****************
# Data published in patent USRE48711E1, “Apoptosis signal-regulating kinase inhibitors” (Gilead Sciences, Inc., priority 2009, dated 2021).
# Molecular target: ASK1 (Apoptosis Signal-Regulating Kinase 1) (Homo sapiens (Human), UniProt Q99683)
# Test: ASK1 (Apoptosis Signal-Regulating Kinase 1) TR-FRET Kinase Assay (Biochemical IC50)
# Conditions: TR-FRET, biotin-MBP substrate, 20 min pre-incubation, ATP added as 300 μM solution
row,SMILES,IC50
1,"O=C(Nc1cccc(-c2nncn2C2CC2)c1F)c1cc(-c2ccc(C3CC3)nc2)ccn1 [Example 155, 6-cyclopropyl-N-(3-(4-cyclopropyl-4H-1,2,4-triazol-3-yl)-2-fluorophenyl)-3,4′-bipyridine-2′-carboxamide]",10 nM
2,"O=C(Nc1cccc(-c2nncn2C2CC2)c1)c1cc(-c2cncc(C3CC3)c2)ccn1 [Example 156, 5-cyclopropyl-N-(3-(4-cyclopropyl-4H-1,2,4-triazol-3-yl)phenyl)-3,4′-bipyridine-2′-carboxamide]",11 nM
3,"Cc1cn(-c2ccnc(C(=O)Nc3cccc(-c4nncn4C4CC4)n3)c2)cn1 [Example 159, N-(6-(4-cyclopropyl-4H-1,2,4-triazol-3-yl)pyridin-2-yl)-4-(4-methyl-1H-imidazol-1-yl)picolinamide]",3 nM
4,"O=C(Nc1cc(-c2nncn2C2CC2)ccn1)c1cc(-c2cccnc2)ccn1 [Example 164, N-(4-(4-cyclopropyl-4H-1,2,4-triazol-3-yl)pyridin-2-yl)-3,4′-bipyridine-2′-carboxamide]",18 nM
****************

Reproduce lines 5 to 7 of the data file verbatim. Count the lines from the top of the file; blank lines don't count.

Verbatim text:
row,SMILES,IC50
1,"O=C(Nc1cccc(-c2nncn2C2CC2)c1F)c1cc(-c2ccc(C3CC3)nc2)ccn1 [Example 155, 6-cyclopropyl-N-(3-(4-cyclopropyl-4H-1,2,4-triazol-3-yl)-2-fluorophenyl)-3,4′-bipyridine-2′-carboxamide]",10 nM
2,"O=C(Nc1cccc(-c2nncn2C2CC2)c1)c1cc(-c2cncc(C3CC3)c2)ccn1 [Example 156, 5-cyclopropyl-N-(3-(4-cyclopropyl-4H-1,2,4-triazol-3-yl)phenyl)-3,4′-bipyridine-2′-carboxamide]",11 nM